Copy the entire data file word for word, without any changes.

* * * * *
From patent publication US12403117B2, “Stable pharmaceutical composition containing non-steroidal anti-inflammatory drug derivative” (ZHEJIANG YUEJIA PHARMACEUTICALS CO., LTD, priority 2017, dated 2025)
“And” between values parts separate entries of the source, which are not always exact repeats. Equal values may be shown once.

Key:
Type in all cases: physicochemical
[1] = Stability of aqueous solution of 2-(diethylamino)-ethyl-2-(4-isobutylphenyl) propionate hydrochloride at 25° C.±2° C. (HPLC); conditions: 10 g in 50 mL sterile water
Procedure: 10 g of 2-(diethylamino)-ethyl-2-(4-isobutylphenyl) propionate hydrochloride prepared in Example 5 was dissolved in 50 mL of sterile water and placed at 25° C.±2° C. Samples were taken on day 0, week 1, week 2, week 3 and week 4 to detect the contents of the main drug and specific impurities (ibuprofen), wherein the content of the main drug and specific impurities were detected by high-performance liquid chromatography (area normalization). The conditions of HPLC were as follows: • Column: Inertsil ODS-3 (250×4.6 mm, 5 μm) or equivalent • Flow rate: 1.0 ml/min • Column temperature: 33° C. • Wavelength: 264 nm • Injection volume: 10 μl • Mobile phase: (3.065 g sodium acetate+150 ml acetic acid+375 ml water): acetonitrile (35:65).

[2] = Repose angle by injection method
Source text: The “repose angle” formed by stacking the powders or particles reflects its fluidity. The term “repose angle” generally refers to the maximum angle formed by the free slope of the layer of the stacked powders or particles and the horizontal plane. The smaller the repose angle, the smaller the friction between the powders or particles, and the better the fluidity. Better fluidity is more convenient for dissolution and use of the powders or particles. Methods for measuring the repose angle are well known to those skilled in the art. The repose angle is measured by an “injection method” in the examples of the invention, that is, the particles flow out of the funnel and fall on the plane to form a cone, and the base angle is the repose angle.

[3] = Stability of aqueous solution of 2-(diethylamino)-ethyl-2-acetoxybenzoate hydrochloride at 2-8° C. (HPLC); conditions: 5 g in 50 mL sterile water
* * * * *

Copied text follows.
From patent publication US12403117B2, “Stable pharmaceutical composition containing non-steroidal anti-inflammatory drug derivative” (ZHEJIANG YUEJIA PHARMACEUTICALS CO., LTD, priority 2017, dated 2025)
“And” between values parts separate entries of the source, which are not always exact repeats. Equal values may be shown once.

Key:
Type in all cases: physicochemical
[1] = Stability of aqueous solution of 2-(diethylamino)-ethyl-2-(4-isobutylphenyl) propionate hydrochloride at 25° C.±2° C. (HPLC); conditions: 10 g in 50 mL sterile water
Procedure: 10 g of 2-(diethylamino)-ethyl-2-(4-isobutylphenyl) propionate hydrochloride prepared in Example 5 was dissolved in 50 mL of sterile water and placed at 25° C.±2° C. Samples were taken on day 0, week 1, week 2, week 3 and week 4 to detect the contents of the main drug and specific impurities (ibuprofen), wherein the content of the main drug and specific impurities were detected by high-performance liquid chromatography (area normalization). The conditions of HPLC were as follows: • Column: Inertsil ODS-3 (250×4.6 mm, 5 μm) or equivalent • Flow rate: 1.0 ml/min • Column temperature: 33° C. • Wavelength: 264 nm • Injection volume: 10 μl • Mobile phase: (3.065 g sodium acetate+150 ml acetic acid+375 ml water): acetonitrile (35:65).

[2] = Repose angle by injection method
Source text: The “repose angle” formed by stacking the powders or particles reflects its fluidity. The term “repose angle” generally refers to the maximum angle formed by the free slope of the layer of the stacked powders or particles and the horizontal plane. The smaller the repose angle, the smaller the friction between the powders or particles, and the better the fluidity. Better fluidity is more convenient for dissolution and use of the powders or particles. Methods for measuring the repose angle are well known to those skilled in the art. The repose angle is measured by an “injection method” in the examples of the invention, that is, the particles flow out of the funnel and fall on the plane to form a cone, and the base angle is the repose angle.

[3] = Stability of aqueous solution of 2-(diethylamino)-ethyl-2-acetoxybenzoate hydrochloride at 2-8° C. (HPLC); conditions: 5 g in 50 mL sterile water